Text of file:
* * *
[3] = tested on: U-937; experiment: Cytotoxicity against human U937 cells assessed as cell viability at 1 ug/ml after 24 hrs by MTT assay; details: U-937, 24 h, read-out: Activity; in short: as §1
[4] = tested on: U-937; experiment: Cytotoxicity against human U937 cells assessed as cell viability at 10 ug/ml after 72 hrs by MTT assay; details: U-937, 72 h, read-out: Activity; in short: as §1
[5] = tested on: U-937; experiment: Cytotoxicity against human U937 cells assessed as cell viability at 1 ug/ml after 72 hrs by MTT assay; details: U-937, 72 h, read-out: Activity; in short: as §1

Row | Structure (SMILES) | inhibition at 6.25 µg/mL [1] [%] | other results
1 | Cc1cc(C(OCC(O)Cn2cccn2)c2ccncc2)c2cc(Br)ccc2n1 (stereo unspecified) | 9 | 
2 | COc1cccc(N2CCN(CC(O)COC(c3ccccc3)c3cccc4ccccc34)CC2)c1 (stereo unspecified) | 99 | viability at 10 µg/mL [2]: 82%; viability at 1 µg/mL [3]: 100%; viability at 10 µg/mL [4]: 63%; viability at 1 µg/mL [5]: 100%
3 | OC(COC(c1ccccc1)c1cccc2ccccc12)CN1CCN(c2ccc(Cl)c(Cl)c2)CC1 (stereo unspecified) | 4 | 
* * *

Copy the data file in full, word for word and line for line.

[3] = tested on: U-937; experiment: Cytotoxicity against human U937 cells assessed as cell viability at 1 ug/ml after 24 hrs by MTT assay; details: U-937, 24 h, read-out: Activity; in short: as §1
[4] = tested on: U-937; experiment: Cytotoxicity against human U937 cells assessed as cell viability at 10 ug/ml after 72 hrs by MTT assay; details: U-937, 72 h, read-out: Activity; in short: as §1
[5] = tested on: U-937; experiment: Cytotoxicity against human U937 cells assessed as cell viability at 1 ug/ml after 72 hrs by MTT assay; details: U-937, 72 h, read-out: Activity; in short: as §1

Row | Structure (SMILES) | inhibition at 6.25 µg/mL [1] [%] | other results
1 | Cc1cc(C(OCC(O)Cn2cccn2)c2ccncc2)c2cc(Br)ccc2n1 (stereo unspecified) | 9 | 
2 | COc1cccc(N2CCN(CC(O)COC(c3ccccc3)c3cccc4ccccc34)CC2)c1 (stereo unspecified) | 99 | viability at 10 µg/mL [2]: 82%; viability at 1 µg/mL [3]: 100%; viability at 10 µg/mL [4]: 63%; viability at 1 µg/mL [5]: 100%
3 | OC(COC(c1ccccc1)c1cccc2ccccc12)CN1CCN(c2ccc(Cl)c(Cl)c2)CC1 (stereo unspecified) | 4 | 